- Because the cats had to be moved back to the end of the gearbox to get them to fit, this is considered a big change to the emissions and therefore requires and emissions test (more on this later)

- Brake master cylinder must have 230ml capacity (this is to allow for any idiot to drive the car and fill it up with full pads and then never check it before the pads are worn out.....)

- Noise test required

- Overtaking test performed

- Speedo calibration report completed

 

So with this wonderful system that we have here I started working through the list.....

 

I decided to get another set of rota wheels becuase I love the look and I would eventually get a set for the track (but only planned to do this down the track). I got a set of Toyo semi slicks to go on them so these should be able to pass engineering as they are 8.5 inch and more importantly have a +4 offset.

 

Next I had the brand new seats pulled apart to have extra foam added to the head rest area ( I love it that these will pass FIA standards but aren't good enough for our local rego)

 

Now the big fun has come with emissions.... I went in for the IM240 test that they use to determine the emissions (I think this is pretty similar to what the guys in California have to go through) and it failed on the NOx levels being too high... I also had the problem that the car wouldn't start just before the test (perfect timing) and I traced it back to a dodgey relay, although in the process of finding out that the relay was the problem I blew the fuse from the alt to the battery (battery is in the boot) so it wasn't charging. So now I'm not sure if the low battery voltage was effecting the emissions or if it was always going to fail.

 

The site has changed since I last posted and I can't see how to attache the pdf files, but once I figure that out I'll post up scans of the results. Basically you can see from the first test that the cats being further back isn't helping as the emission are much better on the second run after they are hot.

 

I decided to install two new aftermarket (Magnaflow) cats so that I could get them up close to the engine. I've seen some people that have had good results with them in passing emissions, so hopefully they will work well for me too. After getting the cats installed I seem to have unleashed a whole lot of other problems....

 

When I first started the car after installing the cats the engine was hunting at idle from about 1000rpm to 2000rpm. I know that the Idle Speed Control Valves can be a bit of a problem with the idle, so I pulled it of to check it and there was a little bit of carbon buildup, but nothing that should stop it from working. While it was out I tested in on the bench by applying 12V to the pins B1 and B2 and then you can cycle around the four pins tapping it to earth to simulate what the computer does. It was all working ok and stepped in and out. I deliberately closed up the gap a little before putting it back in beacuse it was pretty much wide open when I took it out and I'm pretty sure that is what was causing the hunting idle. After reinstalling it the idle is now really low and it still isn't adjusting the idle up or down.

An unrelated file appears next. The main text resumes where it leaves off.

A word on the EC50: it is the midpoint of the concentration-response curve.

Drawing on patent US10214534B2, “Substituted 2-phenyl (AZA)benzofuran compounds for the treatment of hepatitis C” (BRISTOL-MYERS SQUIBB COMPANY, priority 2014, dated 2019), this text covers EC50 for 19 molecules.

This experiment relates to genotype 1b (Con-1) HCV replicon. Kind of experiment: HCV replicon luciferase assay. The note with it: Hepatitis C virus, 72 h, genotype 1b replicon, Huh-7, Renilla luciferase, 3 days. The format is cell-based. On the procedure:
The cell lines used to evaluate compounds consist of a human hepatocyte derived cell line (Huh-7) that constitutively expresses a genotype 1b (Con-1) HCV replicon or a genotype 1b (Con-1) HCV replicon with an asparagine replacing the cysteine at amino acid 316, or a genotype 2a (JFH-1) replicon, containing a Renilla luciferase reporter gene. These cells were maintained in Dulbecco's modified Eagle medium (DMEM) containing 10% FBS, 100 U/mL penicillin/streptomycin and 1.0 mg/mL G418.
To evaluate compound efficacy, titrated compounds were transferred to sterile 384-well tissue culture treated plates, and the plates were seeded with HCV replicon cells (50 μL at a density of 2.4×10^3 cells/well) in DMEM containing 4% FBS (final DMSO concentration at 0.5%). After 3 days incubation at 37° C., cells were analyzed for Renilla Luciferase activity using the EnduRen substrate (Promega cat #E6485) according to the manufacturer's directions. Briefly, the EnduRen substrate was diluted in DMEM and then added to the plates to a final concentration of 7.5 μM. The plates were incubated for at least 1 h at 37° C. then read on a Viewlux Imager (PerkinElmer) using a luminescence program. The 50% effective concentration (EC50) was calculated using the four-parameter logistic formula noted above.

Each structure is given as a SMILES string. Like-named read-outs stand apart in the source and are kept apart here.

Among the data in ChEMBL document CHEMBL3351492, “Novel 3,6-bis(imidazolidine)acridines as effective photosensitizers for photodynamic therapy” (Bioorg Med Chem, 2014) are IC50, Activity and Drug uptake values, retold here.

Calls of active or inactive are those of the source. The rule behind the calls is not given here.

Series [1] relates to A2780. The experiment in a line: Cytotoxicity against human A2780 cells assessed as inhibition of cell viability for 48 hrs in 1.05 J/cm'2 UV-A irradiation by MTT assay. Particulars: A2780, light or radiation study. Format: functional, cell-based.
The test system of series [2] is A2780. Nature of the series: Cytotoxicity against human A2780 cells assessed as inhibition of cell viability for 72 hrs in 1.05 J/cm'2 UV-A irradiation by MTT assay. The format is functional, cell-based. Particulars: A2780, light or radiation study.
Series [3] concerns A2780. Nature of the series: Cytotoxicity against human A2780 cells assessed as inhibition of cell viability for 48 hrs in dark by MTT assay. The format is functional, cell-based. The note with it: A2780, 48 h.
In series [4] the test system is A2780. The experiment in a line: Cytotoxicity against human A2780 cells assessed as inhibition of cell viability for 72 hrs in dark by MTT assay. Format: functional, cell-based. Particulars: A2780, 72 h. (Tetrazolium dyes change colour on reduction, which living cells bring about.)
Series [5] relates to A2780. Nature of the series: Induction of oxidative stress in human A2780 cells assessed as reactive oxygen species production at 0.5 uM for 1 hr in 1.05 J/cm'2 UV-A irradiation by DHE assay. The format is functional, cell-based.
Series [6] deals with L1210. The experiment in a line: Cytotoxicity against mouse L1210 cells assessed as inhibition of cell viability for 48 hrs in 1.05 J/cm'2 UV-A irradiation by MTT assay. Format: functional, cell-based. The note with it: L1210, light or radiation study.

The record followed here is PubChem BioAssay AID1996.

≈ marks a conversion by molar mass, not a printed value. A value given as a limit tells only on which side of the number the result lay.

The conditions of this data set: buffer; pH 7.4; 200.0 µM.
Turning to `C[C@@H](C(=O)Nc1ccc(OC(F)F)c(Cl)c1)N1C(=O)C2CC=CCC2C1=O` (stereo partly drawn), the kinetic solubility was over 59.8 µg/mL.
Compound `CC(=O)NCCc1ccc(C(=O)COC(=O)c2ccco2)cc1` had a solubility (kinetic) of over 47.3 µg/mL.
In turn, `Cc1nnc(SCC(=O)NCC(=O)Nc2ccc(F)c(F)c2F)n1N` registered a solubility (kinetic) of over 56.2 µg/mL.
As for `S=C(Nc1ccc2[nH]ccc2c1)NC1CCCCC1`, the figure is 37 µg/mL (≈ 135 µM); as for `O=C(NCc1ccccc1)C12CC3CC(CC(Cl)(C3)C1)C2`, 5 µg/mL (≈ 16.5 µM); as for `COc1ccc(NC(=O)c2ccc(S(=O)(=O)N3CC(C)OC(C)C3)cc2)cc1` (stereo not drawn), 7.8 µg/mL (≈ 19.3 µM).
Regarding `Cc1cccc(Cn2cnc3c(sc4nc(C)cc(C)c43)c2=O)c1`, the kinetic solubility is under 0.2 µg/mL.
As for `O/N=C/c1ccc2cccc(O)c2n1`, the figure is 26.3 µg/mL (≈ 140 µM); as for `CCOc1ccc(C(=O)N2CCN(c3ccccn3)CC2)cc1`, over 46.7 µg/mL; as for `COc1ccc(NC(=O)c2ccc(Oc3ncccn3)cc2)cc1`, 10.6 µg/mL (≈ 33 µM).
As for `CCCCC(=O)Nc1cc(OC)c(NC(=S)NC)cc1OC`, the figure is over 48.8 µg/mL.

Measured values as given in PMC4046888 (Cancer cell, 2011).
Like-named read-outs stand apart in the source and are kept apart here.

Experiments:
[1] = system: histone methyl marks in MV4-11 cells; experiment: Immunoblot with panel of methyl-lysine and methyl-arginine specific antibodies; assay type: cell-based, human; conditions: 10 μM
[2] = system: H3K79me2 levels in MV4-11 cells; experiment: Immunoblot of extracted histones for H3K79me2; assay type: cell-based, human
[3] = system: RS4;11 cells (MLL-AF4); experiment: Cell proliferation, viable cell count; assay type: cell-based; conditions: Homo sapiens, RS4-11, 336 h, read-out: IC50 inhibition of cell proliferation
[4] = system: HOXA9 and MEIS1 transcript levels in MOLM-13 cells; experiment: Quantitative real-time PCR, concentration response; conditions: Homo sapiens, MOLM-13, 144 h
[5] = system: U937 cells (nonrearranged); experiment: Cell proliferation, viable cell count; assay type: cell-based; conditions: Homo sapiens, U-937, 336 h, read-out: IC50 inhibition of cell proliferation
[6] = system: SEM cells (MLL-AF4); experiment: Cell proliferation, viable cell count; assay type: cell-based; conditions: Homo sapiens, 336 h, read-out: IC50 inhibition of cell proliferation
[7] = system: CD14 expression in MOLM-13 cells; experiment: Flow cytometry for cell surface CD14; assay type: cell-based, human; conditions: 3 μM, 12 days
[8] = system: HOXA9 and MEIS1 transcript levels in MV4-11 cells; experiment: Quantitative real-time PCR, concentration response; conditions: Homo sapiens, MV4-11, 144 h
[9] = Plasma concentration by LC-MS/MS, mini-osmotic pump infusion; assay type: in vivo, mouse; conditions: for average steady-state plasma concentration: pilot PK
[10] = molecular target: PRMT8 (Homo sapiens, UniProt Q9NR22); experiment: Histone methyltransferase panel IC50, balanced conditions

I checked that it is getting battery volts back at the ECU on the four ISC pins and that the computer has a good ground at E1, but the computer doesn't seem to be moving the stepper motor... In the factory manual it says that you should be able to hear it clicking when you turn the engine off and it isn't doing this either.... So at the moment I'm thinking the computer may be stuffed...

 

After manually adjusting the idle enough to get it to idle I took the car for a drive and now that I have a wideband I could check the mixtures. I found it was running really lean everywhere. At light throttle it was up around 1.7 lambda which obviously isn't good and probably a pretty good explanation for why it didn't do so well in the emissions... When trying to accelerate it was very hesitant until about 3500rpm and then accelerate ok , but still quite lean at about 1.3 lambda.

 

I tied pulling of the AFM and with it off the car didn't really want to start so I think it is working ok.